Town councils may be penalised in future for not submitting their audited financial reports, under wide-ranging proposals to change the law governing town councils.
The Ministry of National Development (MND) is seeking public feedback on 12 amendments to the Town Councils Act, which will give the ministry more regulatory oversight, clarify the roles of town councils, improve governance and strengthen financial management.
In a statement yesterday, MND said the proposals "seek to ensure that town councils deliver essential public services in a consistent, fair and sustainable way that serves the interest of residents, while retaining the autonomous nature of town councils".
It added: "The review also recognises that the public expects transparency and accountability from town councils as they manage public funds and take responsibility for maintaining a good living environment for residents."
Among the changes is one that will give the ministry more bite in taking town councils to task if they withhold information from it, or fail to submit audited financial reports. Penalties will be introduced for such "clear and egregious contraventions".
There are no such penalties currently and the ministry has no power to compel town councils to give information on their finances.
Town councils will also be required to submit audited financial statements and reports to MND within six months after the close of the financial year, under another change.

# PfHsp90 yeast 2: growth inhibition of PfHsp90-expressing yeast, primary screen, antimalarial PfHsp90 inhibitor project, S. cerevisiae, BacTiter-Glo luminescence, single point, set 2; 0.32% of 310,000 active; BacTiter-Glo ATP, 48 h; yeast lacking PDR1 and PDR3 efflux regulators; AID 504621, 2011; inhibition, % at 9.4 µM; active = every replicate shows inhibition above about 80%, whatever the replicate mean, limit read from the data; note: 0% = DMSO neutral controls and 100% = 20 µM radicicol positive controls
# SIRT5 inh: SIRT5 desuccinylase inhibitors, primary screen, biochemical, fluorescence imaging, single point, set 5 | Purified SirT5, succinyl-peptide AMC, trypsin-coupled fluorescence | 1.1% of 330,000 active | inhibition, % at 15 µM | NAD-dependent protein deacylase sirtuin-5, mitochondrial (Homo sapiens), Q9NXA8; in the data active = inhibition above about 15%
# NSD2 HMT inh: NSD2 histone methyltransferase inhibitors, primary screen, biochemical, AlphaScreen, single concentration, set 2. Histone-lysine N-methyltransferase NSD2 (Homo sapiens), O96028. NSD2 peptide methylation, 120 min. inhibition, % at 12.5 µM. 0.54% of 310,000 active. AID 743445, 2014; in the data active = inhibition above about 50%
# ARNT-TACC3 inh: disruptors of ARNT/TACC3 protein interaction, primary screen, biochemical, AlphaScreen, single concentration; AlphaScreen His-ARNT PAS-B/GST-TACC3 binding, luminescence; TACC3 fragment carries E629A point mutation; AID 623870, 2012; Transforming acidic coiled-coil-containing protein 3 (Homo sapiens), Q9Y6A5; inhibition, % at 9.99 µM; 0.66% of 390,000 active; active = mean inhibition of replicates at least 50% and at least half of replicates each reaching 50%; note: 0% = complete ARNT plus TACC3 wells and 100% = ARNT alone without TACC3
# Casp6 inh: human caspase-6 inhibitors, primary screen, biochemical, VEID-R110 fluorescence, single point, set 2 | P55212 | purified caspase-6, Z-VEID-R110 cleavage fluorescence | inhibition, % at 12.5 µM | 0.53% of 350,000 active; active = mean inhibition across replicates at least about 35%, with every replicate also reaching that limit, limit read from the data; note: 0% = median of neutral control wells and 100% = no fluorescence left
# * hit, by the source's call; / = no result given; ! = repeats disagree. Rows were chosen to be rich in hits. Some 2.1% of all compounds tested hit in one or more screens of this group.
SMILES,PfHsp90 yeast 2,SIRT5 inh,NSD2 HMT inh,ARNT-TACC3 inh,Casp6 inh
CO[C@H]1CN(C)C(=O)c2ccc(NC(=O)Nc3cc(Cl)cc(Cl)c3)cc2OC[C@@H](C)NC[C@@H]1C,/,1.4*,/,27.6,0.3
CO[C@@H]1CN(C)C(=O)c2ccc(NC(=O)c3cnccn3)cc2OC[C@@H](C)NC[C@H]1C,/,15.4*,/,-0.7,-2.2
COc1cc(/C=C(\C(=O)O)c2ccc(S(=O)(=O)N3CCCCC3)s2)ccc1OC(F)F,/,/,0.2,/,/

MND also proposed a code of governance. Town councils will have to declare if they have adhered to it or if they do not comply in certain areas.
Another proposed change has to do with setting up a dedicated Lift Replacement Fund. Town councils currently have to set up an operating fund for daily operations and a sinking fund for cyclical works. The new fund will pay for the replacement of lifts.
MND said the proposed changes to the law have been adapted from the Charities Act, where appropriate, given that both town councils and charities are run autonomously, manage public funds and consist of volunteers.
The move comes after a strategic review of town councils, first mooted in 2013 following heated parliamentary debates on the running of town councils and the handover in Aljunied GRC, which the Workers' Party (WP) took over from the People's Action Party after the 2011 polls. The review was raised again in Parliament in February last year after the Auditor- General's Office found major financial and governance lapses at the WP's Aljunied-Hougang-Punggol East Town Council.
The proposed changes are the most sweeping since town councils were introduced in 1989 to give MPs the responsibility for running their own estates so they are accountable to their voters.